This report on an early backpacking trip is quite lengthy, with about 70 images, including copies of the diary entries transcribed by Nick. You may wish to click on an image and speed through the slideshow.
I was joined on this trip by Ruaridh, John (RIP), Dave, Nick, and Roger, who we picked up in Glasgow for the journey to Glencoe. We thought nothing about squeezing the six of us with backpacks into my Cortina Estate, the first of many vehicles generously provided by my employer.
Here are Nick's notes on getting there:
Diary entries are inserted at the end of each day's pictures. Today (Saturday) we clambered up to the Aonach Eagach ridge directly from near the Clachaig Inn - a fairly abrupt way to start a three day backpack.
Dave readjusts prior to ascent
Roger takes a rest in view of Loch Leven
The Pass of Glencoe from Sgor nam Fionnaidh
Party time on Sgor nam Fionnaidh
Looking ahead, along the Aonach Eagach ridge
Loch Leven and Sgorr Dhearg
Negotiating Aonach Eagach
I remember Roger getting scared here. I had to go back to carry his rucksack for him over the scrambly bits; I didn't suffer from vertigo then.
Looking back along the ridge
Roger admires the view towards the Mamores
The start of the descent towards the Devil's Staircase, with Buachaille Etive Mor and Beag
By the time we pitched camp above the Devil's Staircase it was 7pm. Here's what Nick wrote about that wonderful day in the mountains:
Here's our approximate route - 11 km with 1400 metres ascent.
Sunday morning saw us rise in a leisurely manner at our spot near the head of Allt a Choire Odhar-Bhig.
An assortment of tents were deployed, including models by Saunders and Vango, plus two Karrimor wedge tents, designed for mountain marathons but comfortable for backpacking. I still have the wedge, and I know Frank Brierley (a work colleague) also had one (we got 'seconds' for half price - £14 - at the YHA shop near Piccadilly); there were two on this trip - perhaps someone will remind me as to who was using the other one.
The Mamores, from the top of Devil's Staircase
Buachaille Etive Mor from the top of Devil's Staircase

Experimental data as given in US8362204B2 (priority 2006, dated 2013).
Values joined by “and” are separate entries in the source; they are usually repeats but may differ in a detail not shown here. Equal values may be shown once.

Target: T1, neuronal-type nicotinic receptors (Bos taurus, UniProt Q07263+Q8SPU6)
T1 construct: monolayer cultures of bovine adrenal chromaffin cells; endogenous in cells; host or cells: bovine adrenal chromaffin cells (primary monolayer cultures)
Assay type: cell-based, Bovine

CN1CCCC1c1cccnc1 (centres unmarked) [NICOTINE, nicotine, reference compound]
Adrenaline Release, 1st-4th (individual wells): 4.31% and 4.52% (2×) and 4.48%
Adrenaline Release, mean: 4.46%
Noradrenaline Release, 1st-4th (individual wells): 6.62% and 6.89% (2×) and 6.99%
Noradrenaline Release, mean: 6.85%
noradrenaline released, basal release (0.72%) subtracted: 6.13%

The view to Glencoe from Altnafeadh
Early morning at the climbers cottage at Altnafeadh,
with the snowy coire we were to ascend in the distance
Ascending Buachaille Etive Mor
The steep snow slope in Coire na Tulaich
Rannoch Moor from Stob Dearg, with Nick
Aonach Eagach and the Mamores from Stob Dearg
Dave near Stob Dearg summit
Stob Dearg and Rannoch Moor
A view back to the Devil's Staircase
Bidean nam Bian and Loch Leven
Looking back to Stob Dearg and beyond
Roger's scree running causes a landslide
We then made our way to a camping spot in Lairig Eilde, where Ruaridh composed the following diary entry:
Here's our approximate route - 13 km with 1200 metres ascent.
Dave took over the diary writing on Bank Holiday Monday, complaining that his entry was necessarily short, in sympathy with his short rest breaks.
The camping spot was fine
Here, John admires the view from the minor summit at 2523' on Beinn Fhada
There was a good view down Glen Etive to Loch Etive
Ruaridh, on Stob Coire Sgreamhach, with Bidean Nam Bian
The view north, with Ben Nevis
Resting on the summit of Bidean nam Bian
The diary refers to self-timed pictures, but Roger must have taken this one
Descending the Stob Coire ridge from Bidean nam Bian
Roger admires the Aonach Eagach ridge, with Ben Nevis beyond it
The view south/west
Looking back to our route of descent
Looking down to the Clachaig Inn, and a patch of burnt heather
Glencoe, and Aonach Eagach
Back in Glencoe
The final scanned slide shows my car next to a significant area of burnt vegetation. We had heard fire engines the previous day, but we hadn't realised that they had been called to 'rescue' my precious company car!
Dave managed to scribble the following diary entry before all six of us squeezed back into the car. It was a great relief to those on the rear seats when Roger disembarked in Glasgow.
Here's our approximate route - 12 km with 1200 metres ascent.
Here's the whole round - 36 km with 3800 metres ascent, including six Munro summits, though at the time maybe only four of them were recognised as such.
I hope you enjoyed reading that as much as I enjoyed putting it together...